Pound in Longest Losing Run Since Brexit as Expanded QE Beginsby
Sterling drops for fourth day versus dollar on BOE stimulus
U.K. five-, 10-year government-bond yields fall to records
The pound fell for a fourth day, its longest losing streak since the Brexit vote, as the Bank of England started its expanded monetary easing program.
The additional stimulus also sent U.K. government bonds higher, pushing five- and 10-year yields to record lows.
As well as cutting interest rates for the first time since 2009, the BOE exceeded economists’ expectations with its Aug. 4 policy announcement by increasing its gilt-purchase program by 60 billion pounds ($78 billion) to 435 billion pounds, starting Monday. The central bank is boosting the money supply, which tends to weaken a currency, in order to reinvigorate Britain’s economy in the wake of the June 23 vote to leave the European Union.
“This is a continued feed-through into sterling weakness from the Bank of England,” said Sam Lynton-Brown, a foreign-exchange strategist at BNP Paribas SA in London.
The pound has fallen against all 16 of its major peers this year and its outlook for the rest of 2016 looks bleak, with analysts surveyed by Bloomberg forecasting a drop to $1.26. Friday’s stronger-than-predicted U.S. payrolls report will continue to hurt sterling versus the dollar because it raises the prospect of a Federal Reserve rate increase by September, Lynton-Brown said, adding that it may be a “key driver” of the currency dropping below $1.30.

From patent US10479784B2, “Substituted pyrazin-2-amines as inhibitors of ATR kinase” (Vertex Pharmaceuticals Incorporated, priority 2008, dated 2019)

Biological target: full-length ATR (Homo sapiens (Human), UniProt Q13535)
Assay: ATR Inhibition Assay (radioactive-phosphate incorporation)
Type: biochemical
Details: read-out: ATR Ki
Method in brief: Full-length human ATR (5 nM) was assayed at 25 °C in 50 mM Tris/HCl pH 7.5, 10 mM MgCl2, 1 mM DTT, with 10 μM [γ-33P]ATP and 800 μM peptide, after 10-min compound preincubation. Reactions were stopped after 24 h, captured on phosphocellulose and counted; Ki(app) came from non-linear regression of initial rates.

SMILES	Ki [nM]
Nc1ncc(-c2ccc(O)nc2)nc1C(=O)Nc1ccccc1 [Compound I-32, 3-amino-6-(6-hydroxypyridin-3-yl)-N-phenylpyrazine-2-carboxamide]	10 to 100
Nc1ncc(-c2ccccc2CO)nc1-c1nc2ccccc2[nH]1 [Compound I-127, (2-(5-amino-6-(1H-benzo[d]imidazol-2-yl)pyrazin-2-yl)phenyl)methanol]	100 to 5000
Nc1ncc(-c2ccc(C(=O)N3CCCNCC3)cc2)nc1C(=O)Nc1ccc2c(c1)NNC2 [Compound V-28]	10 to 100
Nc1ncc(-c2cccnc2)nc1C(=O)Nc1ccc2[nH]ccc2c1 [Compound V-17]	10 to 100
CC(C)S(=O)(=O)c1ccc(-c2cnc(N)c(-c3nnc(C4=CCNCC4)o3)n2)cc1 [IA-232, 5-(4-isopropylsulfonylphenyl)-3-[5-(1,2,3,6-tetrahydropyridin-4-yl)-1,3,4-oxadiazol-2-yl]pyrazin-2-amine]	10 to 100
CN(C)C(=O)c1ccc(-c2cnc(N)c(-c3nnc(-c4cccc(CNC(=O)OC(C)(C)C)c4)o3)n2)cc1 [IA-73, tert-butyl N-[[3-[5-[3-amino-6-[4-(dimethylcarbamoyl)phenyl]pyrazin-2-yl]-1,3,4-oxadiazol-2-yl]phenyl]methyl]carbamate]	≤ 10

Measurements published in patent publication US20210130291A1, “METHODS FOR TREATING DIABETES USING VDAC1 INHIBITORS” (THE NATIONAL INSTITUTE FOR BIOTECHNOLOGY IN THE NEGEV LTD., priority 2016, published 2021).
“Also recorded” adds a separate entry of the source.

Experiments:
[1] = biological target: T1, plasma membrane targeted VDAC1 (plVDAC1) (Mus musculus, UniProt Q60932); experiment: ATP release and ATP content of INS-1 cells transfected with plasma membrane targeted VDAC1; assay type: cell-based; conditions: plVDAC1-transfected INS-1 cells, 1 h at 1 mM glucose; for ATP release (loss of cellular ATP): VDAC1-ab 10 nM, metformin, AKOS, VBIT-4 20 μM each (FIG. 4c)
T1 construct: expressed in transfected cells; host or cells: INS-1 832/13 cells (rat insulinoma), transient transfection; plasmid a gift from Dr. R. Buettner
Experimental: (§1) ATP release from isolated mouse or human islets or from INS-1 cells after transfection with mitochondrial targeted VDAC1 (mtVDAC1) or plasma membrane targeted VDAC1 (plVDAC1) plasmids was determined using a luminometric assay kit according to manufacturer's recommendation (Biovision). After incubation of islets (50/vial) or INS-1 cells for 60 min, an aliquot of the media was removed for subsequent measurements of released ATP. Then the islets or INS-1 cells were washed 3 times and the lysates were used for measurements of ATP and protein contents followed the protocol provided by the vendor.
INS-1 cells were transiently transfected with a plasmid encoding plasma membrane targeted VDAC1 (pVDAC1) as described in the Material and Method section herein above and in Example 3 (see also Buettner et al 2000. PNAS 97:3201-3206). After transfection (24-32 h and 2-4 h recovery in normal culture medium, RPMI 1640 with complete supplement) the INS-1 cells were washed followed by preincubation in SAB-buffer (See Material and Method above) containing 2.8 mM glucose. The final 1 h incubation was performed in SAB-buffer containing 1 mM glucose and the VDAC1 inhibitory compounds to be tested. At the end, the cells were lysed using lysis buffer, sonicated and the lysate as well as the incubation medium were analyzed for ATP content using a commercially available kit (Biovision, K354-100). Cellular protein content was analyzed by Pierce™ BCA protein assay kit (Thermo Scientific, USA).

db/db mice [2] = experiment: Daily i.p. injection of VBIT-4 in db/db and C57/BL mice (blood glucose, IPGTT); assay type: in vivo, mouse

“We’re already pricing a lot for the Bank of England, whereas for the Fed very little is priced,” Lynton-Brown said.
Sterling fell 0.2 percent to $1.3042 as of 4:30 p.m. in London, the longest run of declines since May 9. It sank to a 31-year low of $1.2798 about two weeks after the U.K. referendum. The pound dropped 0.1 percent to 84.92 pence per euro, touching the weakest level since July 12.
The BOE bought 1.17 billion pounds of gilts on the first day of its newly topped-up asset-purchase program. The additional purchases are due to be completed in six months.
Benchmark 10-year gilt yields dropped seven basis points, or 0.07 percentage point, to 0.61 percent, after sliding to an all-time low of 0.605 percent. The 2 percent security due in September 2025 rose 0.625, or 6.25 pounds per 1,000-pound face amount, to 112.305.
Five-year yields fell as much as six basis points to a record 0.158 percent. Thirty-year gilt yields also reached the lowest ever.
While the U.K. has seen contractions in its services and construction sectors since Brexit, the full extent of the economic fallout is yet to emerge -- and may even be positive for the pound, according to Richard Falkenhall, a strategist at SEB AB in Stockholm.
“The performance of the economy will be of growing importance for the pound as it also will feed into expectations on the BOE,” Falkenhall said. “If the economic impact turns out to be less severe than currently believed, I would say we could start to see some recovery of the pound as it clearly is long-term undervalued.”